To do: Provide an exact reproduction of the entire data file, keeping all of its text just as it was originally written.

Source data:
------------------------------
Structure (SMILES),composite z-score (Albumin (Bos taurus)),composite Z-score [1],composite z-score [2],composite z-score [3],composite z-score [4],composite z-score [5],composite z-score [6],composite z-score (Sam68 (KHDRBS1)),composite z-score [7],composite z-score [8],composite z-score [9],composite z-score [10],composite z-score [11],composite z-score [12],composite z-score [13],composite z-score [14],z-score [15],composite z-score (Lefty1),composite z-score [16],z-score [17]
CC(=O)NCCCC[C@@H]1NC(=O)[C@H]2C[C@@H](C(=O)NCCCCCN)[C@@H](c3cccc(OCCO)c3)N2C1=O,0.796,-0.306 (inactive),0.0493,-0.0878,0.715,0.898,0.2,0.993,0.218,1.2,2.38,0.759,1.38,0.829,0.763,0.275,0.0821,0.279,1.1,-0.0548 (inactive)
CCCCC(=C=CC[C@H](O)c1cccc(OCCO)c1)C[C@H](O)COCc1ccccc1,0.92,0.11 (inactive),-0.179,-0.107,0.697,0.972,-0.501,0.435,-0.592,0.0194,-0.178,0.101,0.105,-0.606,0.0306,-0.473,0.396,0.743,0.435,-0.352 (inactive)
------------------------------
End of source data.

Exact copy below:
Structure (SMILES),composite z-score (Albumin (Bos taurus)),composite Z-score [1],composite z-score [2],composite z-score [3],composite z-score [4],composite z-score [5],composite z-score [6],composite z-score (Sam68 (KHDRBS1)),composite z-score [7],composite z-score [8],composite z-score [9],composite z-score [10],composite z-score [11],composite z-score [12],composite z-score [13],composite z-score [14],z-score [15],composite z-score (Lefty1),composite z-score [16],z-score [17]
CC(=O)NCCCC[C@@H]1NC(=O)[C@H]2C[C@@H](C(=O)NCCCCCN)[C@@H](c3cccc(OCCO)c3)N2C1=O,0.796,-0.306 (inactive),0.0493,-0.0878,0.715,0.898,0.2,0.993,0.218,1.2,2.38,0.759,1.38,0.829,0.763,0.275,0.0821,0.279,1.1,-0.0548 (inactive)
CCCCC(=C=CC[C@H](O)c1cccc(OCCO)c1)C[C@H](O)COCc1ccccc1,0.92,0.11 (inactive),-0.179,-0.107,0.697,0.972,-0.501,0.435,-0.592,0.0194,-0.178,0.101,0.105,-0.606,0.0306,-0.473,0.396,0.743,0.435,-0.352 (inactive)